Molecular Car Park: Material packs in carbon dioxide

A crystalline material composed of metal and organic building blocks holds more carbon dioxide than other porous substances do, chemists report. The discovery could lead to a device that reduces power plant emissions of this greenhouse gas.

About 40 percent of the carbon dioxide released in the United States in 2003 came from electric power plants, according to the Department of Energy. A potential strategy for reducing emissions is to fit plant flues with materials that capture the gas from exhaust.

Metal-organic frameworks had previously stored hydrogen (SN: 6/14/03, p. 382: Available to subscribers at Convenient hydrogen storage?). In the new study, Omar M. Yaghi and Andrew R. Millward of the University of Michigan in Ann Arbor measured the adsorption of carbon dioxide by nine different frameworks, each composed of organic compounds and either zinc or copper.

The researchers exposed each framework to increasing amounts of carbon dioxide gas in a closed system at room temperature. A framework containing zinc swallowed the largest amount of carbon dioxide—33.5 millimoles of gas per gram of material, or 1.4 times its own weight. The structure has a surface area of 4.5 square kilometers per gram.

The frameworks excel at containing carbon dioxide, says Yaghi, because they can “bring the gas molecules close to each other, like cars in a car park.” The gas molecules repel one another, but the attraction between the gas molecules and the metal-organic framework is stronger than the repulsive force. So, in the pores of the material, the gas occupies a smaller volume then it would alone, Yaghi says.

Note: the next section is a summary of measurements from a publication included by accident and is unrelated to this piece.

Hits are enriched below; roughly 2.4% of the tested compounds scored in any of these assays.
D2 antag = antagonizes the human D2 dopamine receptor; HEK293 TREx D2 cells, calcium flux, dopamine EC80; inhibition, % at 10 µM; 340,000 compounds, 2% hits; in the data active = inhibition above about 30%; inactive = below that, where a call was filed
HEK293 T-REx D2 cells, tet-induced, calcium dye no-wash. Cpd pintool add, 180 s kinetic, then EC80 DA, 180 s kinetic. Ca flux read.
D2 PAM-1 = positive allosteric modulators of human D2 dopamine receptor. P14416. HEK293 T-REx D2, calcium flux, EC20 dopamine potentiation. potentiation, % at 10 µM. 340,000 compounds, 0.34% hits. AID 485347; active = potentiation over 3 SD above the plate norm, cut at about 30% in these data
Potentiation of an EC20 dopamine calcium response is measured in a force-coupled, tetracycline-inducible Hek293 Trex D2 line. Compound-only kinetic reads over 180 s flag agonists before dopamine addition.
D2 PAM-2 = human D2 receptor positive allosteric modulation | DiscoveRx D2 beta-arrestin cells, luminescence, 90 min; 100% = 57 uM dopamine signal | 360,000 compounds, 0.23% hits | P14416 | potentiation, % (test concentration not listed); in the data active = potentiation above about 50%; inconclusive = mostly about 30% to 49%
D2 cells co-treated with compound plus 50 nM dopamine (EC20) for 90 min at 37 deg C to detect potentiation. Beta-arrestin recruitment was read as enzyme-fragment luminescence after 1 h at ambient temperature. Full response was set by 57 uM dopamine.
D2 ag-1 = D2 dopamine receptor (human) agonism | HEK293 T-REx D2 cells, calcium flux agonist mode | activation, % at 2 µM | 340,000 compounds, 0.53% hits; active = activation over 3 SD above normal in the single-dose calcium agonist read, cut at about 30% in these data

A container filled with the winning framework can take up nine times as much carbon dioxide as the empty container would and twice as much as a container filled with a carbon-based material previously tested for carbon dioxide storage. The researchers report these results in the Dec. 28, 2005 Journal of the American Chemical Society.

The researchers are now working with engineers to scale up the technology and study its effectiveness in flues. They envision a power plant column housing tons of the framework.

The material is reusable because in the absence of the high pressures found in the flue exhaust, the carbon dioxide freely leaves the material. Gas captured from the exhaust might be used to manufacture polymers or incorporated into other industrial materials, says Yaghi.

“It’s an interesting piece of work,” says Mark Thomas of the University of Newcastle upon Tyne in England. However, he’s not yet convinced that the technology is economically feasible.

Aimee Cunningham is the biomedical writer. She has a master’s degree in science journalism from New York University.

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